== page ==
They came out of upstate New York by way of Canada, Arkansas and other newly paved parts of the heartland. Calling themselves The Band, Robbie Robertson, Rick Danko, Levon Helm, Richard Manuel and Garth Hudson arrived fully formed and well-rehearsed in 1968, looking a bit like Jesuit missionaries, and Bob Dylan's personal endorsement was a passport to instant prominence.
They lived in a house near Woodstock called Big Pink, where they grew songs full of cryptic allusions, nightmares and nostalgia, scamps, ragging mamas, and the Civil War, but at its heart they were mostly about redemption and almost never about romance. The Band contained maybe 85 percent of Americana's genetic code.
In 1976, they chose to call it a day; like Lily Von Shtupp in Blazing Saddles, they were bushed. To commemorate their retirement, they decided to throw a final concert, make a record, and shoot a movie, The Last Waltz.
The concert grew from a simple send-off to a megabash, and they managed to enlist Bob Dylan, Van Morrison, Eric Clapton, Neil Young, Neil Diamond, Muddy Waters, Joni Mitchell and a number of others who either influenced them or were their contemporaries and friends to join them onstage.
And their desire to make a cheap 16mm film of the event became one of the most lavishly produced and directed 35mm rock movies ever made, a half-dozen world-class cinematographers positioned strategically throughout the venue, all orchestrated by director Martin Scorsese.
The film, restored and remixed, is back as a great-sounding DVD (after a brief run in a few selected theaters), and what was at the time a remarkable three-LP album is now an outstanding four-CD boxed set that contains all the original songs plus some 24 unheard tracks, most of it The Band, but there are also two jams, some rehearsal material, and unreleased performances by Morrison, Waters, Mitchell and Dylan.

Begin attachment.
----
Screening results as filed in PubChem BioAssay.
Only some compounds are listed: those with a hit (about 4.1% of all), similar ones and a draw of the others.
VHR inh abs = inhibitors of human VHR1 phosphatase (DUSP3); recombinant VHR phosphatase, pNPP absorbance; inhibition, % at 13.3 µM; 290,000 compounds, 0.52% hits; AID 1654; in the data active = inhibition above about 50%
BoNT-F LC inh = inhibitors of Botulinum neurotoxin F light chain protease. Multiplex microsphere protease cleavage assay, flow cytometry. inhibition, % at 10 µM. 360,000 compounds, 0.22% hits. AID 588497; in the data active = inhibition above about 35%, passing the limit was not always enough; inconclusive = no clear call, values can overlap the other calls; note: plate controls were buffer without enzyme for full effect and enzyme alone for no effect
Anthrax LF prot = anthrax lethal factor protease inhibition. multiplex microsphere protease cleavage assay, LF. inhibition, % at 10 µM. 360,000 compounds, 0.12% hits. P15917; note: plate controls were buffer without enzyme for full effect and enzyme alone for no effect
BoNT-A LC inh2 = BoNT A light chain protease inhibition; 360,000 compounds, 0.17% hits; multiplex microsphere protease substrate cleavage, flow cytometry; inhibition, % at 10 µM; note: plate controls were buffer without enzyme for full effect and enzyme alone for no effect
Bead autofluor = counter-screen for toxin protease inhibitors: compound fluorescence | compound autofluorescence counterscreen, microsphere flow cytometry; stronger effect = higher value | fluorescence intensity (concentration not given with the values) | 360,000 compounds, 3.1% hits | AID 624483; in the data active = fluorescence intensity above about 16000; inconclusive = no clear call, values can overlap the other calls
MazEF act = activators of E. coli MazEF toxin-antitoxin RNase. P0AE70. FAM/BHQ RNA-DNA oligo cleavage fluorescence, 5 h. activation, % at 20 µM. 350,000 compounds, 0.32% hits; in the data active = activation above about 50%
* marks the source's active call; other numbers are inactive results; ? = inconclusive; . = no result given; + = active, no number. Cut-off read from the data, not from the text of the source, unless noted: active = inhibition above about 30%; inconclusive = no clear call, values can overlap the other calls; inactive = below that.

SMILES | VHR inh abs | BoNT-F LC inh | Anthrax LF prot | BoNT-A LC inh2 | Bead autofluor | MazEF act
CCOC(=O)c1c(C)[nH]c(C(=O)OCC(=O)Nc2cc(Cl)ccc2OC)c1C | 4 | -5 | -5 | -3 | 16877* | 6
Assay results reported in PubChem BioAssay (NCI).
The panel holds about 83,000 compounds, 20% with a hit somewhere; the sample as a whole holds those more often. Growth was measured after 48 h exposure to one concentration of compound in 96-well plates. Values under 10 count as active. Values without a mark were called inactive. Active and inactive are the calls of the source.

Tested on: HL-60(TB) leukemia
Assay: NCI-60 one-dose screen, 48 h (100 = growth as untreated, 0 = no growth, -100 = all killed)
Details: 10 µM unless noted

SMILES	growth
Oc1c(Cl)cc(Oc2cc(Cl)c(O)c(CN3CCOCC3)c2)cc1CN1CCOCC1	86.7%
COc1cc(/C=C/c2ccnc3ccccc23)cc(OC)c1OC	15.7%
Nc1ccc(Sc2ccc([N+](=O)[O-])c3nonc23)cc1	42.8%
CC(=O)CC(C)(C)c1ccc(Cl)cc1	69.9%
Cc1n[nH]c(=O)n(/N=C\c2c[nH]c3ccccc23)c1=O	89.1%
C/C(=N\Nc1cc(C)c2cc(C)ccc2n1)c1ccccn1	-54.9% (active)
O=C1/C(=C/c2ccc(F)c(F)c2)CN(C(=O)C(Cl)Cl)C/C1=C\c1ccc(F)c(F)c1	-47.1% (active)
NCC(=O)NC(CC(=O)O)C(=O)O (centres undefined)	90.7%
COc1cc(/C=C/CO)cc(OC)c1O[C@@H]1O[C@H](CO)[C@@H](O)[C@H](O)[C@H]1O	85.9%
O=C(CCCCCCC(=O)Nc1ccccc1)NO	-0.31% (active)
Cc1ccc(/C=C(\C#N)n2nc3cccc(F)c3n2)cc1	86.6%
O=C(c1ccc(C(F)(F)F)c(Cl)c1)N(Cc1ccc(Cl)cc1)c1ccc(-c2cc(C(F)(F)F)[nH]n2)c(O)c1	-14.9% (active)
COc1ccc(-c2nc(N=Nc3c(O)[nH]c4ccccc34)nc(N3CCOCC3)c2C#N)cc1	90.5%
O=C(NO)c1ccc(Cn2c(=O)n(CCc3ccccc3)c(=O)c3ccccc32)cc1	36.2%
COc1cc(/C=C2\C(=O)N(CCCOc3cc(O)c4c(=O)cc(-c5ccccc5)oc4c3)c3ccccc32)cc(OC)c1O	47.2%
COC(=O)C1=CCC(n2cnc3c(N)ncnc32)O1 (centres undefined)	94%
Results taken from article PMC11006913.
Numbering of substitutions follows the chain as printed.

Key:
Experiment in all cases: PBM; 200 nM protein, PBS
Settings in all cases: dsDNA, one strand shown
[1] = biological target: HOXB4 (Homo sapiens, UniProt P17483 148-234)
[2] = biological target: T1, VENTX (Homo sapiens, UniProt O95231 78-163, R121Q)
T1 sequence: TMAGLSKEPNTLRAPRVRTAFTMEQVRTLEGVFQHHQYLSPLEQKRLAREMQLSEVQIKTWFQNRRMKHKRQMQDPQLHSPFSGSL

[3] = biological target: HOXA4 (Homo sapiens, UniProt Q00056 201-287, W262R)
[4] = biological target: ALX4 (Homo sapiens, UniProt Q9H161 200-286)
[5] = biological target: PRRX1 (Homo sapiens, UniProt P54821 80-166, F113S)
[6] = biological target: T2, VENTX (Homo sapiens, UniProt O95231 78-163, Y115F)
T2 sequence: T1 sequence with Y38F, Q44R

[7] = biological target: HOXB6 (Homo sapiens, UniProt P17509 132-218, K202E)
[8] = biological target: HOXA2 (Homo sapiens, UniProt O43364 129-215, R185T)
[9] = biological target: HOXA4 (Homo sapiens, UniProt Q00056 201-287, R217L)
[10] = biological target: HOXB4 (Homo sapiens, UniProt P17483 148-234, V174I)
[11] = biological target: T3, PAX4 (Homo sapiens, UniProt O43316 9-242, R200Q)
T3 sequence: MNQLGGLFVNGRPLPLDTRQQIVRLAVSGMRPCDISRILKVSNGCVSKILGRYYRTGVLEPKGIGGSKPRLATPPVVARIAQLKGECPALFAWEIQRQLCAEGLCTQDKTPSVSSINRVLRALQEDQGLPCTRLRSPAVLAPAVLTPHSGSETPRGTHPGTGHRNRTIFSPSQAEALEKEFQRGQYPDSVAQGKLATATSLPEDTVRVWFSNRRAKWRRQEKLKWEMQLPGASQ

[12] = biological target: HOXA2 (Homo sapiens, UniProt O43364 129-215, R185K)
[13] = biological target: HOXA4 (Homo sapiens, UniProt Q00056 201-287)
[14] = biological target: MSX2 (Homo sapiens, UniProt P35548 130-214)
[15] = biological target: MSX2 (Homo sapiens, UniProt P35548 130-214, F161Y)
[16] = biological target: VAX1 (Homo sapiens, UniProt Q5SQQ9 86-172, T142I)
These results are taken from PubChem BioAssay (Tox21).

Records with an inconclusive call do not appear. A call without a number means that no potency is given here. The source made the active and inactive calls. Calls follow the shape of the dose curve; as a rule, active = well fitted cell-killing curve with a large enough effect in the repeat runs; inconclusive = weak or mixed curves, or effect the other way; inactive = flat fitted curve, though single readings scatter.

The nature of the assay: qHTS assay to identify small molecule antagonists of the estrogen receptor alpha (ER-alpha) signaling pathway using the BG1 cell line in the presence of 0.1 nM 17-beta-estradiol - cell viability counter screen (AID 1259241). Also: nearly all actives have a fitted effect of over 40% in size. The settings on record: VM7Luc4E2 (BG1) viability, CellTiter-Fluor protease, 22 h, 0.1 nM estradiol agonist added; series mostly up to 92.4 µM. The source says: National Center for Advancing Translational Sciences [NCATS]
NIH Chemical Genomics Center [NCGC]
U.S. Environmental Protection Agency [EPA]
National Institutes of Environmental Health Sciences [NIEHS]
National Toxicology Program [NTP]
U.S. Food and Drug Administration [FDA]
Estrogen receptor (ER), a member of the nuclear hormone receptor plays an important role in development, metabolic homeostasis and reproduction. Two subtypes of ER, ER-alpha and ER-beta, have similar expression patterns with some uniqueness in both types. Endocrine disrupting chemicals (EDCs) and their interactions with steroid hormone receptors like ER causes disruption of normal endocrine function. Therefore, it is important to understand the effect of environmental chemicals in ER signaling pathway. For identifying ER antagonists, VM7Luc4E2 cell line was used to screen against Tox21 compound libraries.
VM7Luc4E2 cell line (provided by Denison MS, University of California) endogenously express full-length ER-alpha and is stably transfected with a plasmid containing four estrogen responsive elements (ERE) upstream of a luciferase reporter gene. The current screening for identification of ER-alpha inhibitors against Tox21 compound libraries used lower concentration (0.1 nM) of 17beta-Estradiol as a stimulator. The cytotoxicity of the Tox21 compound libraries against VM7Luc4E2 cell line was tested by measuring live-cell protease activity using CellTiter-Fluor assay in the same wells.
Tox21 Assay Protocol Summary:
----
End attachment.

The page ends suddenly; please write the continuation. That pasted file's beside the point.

Likewise, the DVD has the obligatory commentary track, a couple of trailers, some photos, and a documentary featurette. But it does have something else that says much about The Band and the concert in a stretched-metaphor kind of way. It's a nine-minute instrumental jam that isn't quite blues or rock, but teeters this way and that, as Neil Young, Paul Butterfield, Steve Stills, Ron Wood, Ringo Starr, Dr. John and the others jump in and jump off.
On the CD it's neither ambitious nor even particularly interesting, unless you go for that parade-of-solos sort of thing, but on the DVD, the cameras, which were recording the song, run out of steam, and after seven or eight minutes the screen simply goes blank while the music grinds to an ungainly finish, more whimper than bang. The startling darkness serves less as an epitaph than as an afterthought, and it turns the era into a shaggy dog story, one that was finally not quite worth finishing.
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